DESeq2 produces adjusted p-values = 1
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Assa Yeroslaviz ★ 1.5k
@assa-yeroslaviz-1597
Last seen 6 days ago
Germany

Hi,

 

I'm working on a mouse data set, where the mice were exposed to different treatments (HP, DR). In the experiment we have 9 conditions with 3 (or 4) samples per condition. I have one "zero" control and two controls after pre-conditioning of the mice. I also have two time points were RNASeq data was prepared (4h and 24h). we did both RNASeq and miRNA-Seq.

We are running multiple comparisons and all looks well, except one comparisonin the miRNASeq data set. In this comparison I get an adjusted p-value of 1 for all the genes. The comparison is between the zero control and one of the controls after pre-conditioning. In the RNASeq data we get good results with quite a few significant genes under the threshold adj. p-value.

I know it can't be directly compared, but it is a comparison of the workflow which I would like to point to.

I would like to know, what can be the explanation for an adjusted p-value of 1 in all genes, when the p-value and log2FC looks quite normal.

my DESeq2 version is 1.8.1

thanks,

Assa

 

 

deseq2 adjusted pvalue • 7.4k views
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Hi Assa. Are you trying to compare samples without replicates? This happens in this case.. Pvalues without replicates doesn't makes much sense anyway.

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No I have for each condition either 3 or 4 replicates

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@steve-lianoglou-2771
Last seen 23 days ago
United States

It's a property of the Benjamini & Hochberg correction, and doesn't have anything to do with DESeq2 per se, as this is just working on the pvalues it generates. When you don't have some type of enrichment of small/significant pvalues -- which is to say when it looks like there really isn't much of anything that's significant -- the adjusted pvalues get hammered hard (and also exhibit this discretized behavior).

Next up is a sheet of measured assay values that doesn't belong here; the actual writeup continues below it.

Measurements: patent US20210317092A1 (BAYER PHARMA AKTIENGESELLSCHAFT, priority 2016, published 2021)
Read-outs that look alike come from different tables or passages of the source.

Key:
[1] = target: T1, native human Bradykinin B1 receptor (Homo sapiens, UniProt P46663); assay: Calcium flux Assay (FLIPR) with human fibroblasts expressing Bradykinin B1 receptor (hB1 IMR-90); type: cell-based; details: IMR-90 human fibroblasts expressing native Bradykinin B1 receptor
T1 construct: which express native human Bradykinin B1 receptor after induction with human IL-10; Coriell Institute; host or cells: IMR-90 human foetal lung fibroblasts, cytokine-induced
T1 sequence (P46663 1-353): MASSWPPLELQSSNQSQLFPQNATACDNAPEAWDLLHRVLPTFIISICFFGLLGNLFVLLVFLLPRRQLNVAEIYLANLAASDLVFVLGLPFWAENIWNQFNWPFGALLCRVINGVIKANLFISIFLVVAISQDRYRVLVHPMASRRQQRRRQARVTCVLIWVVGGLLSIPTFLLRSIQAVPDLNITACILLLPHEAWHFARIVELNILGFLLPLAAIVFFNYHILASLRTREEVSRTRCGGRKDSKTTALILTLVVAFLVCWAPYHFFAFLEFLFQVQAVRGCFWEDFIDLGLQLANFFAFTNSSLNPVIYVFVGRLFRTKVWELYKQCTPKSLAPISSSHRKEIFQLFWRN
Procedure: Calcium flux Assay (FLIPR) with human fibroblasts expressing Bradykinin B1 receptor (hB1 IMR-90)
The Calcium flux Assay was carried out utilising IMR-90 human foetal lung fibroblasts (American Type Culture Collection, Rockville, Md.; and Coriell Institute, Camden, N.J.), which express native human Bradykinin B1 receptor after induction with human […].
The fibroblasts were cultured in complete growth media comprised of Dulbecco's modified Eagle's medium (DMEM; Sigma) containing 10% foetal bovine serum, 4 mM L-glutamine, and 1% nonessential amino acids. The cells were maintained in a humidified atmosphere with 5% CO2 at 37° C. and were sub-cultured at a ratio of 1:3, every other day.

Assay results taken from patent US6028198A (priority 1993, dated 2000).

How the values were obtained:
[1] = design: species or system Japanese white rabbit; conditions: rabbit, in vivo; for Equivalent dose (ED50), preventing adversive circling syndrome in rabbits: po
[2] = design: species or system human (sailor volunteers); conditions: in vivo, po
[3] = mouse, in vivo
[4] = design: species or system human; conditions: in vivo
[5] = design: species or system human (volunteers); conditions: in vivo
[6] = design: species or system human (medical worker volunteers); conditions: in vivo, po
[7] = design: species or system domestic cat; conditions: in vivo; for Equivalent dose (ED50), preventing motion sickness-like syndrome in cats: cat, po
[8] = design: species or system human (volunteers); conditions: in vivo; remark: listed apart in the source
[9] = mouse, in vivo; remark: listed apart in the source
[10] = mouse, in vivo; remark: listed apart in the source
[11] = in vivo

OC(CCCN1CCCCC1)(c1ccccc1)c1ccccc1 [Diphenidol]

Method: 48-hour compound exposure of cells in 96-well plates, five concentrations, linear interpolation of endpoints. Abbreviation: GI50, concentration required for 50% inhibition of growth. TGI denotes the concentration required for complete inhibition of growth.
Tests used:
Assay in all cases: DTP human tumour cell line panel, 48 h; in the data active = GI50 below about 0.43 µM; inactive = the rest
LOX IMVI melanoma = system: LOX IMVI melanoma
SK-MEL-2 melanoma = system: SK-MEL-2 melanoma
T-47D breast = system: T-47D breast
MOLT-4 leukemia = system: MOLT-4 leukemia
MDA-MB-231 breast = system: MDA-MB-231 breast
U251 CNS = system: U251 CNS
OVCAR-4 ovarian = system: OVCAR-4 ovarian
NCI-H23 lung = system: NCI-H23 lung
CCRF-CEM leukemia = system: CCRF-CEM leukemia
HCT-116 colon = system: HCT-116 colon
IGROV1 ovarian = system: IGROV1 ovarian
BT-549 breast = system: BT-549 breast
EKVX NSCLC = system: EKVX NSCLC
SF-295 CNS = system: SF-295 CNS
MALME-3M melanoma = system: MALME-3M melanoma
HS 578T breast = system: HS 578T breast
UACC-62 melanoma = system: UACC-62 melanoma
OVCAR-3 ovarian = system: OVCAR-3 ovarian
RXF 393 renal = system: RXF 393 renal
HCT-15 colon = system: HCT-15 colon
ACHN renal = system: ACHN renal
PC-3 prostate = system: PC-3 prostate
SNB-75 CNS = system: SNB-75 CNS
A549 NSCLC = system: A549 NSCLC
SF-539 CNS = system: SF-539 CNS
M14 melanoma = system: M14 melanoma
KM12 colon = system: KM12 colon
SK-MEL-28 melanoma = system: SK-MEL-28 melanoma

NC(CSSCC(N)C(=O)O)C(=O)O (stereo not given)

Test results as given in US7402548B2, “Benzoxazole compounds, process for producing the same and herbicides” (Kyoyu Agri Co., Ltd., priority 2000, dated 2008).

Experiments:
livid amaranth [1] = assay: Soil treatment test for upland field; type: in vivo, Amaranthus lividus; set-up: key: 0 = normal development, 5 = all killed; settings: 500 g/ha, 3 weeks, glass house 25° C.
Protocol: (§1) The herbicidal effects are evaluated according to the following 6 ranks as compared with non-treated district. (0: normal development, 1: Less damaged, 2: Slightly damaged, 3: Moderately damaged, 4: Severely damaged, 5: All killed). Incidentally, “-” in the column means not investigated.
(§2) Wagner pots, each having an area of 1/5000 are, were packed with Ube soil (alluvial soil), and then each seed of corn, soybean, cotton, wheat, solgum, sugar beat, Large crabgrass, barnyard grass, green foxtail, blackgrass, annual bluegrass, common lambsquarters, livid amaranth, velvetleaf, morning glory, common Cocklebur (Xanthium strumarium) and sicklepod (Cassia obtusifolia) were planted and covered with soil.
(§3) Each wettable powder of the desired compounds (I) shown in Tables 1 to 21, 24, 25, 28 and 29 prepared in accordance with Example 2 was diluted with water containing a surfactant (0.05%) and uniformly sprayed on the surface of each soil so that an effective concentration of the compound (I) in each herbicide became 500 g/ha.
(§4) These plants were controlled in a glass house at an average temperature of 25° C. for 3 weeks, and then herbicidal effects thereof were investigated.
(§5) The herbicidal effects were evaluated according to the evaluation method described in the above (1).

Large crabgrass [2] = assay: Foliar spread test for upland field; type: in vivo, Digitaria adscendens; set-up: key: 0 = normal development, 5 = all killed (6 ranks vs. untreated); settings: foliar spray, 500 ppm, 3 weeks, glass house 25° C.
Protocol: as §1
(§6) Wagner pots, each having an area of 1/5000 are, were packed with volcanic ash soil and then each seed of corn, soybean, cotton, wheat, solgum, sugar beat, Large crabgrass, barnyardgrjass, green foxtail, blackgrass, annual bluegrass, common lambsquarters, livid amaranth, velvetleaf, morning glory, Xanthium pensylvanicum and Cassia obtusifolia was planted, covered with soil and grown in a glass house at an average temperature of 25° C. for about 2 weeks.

You said in your post that "... the p-value and log2FC looks quite normal," but what does that mean? Take a look at a histogram of the pvalues you have in this comparison, how does it look? I'm guessing there's no small "bump" towards the low pvalue side? Maybe even a relative paucity of pvalues on the left/significant side?

We can also show that you get something that approximates this behavior when we generate a vector of pvalues you would get under the null (ie. no significant results) -- in this case, the p-values would be uniformly distributed between [0,1]. Let's say there are 500 miRNA's you are testing here and none of them are really differentially expressed:

set.seed(2/3)
pval <- runif(500)
padj <- p.adjust(pval, 'BH')
summary(padj)

   Min. 1st Qu.  Median    Mean 3rd Qu.    Max.
 0.4832  0.9131  0.9131  0.9408  0.9855  0.9961

## Generate a slightly hosed pval distribution where we generate pvalues
## from [0.05, 1], and you see this discretization of adjust pvalues even more
pval2 <- runif(500, 0.05)
padj2 <- p.adjust(pval2, 'BH')
summary(padj2)

   Min. 1st Qu.  Median    Mean 3rd Qu.    Max.
 0.9988  0.9988  0.9988  0.9989  0.9988  0.9999

Hope that helps

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Yes, Steve is correct.

Here is a comment I posted a while ago which uses a plot to show how you get repeated values:

C: adj.P metod = \"BH\" many exact the same value

In your case those values are 1, meaning no genes survived multiple test correction.

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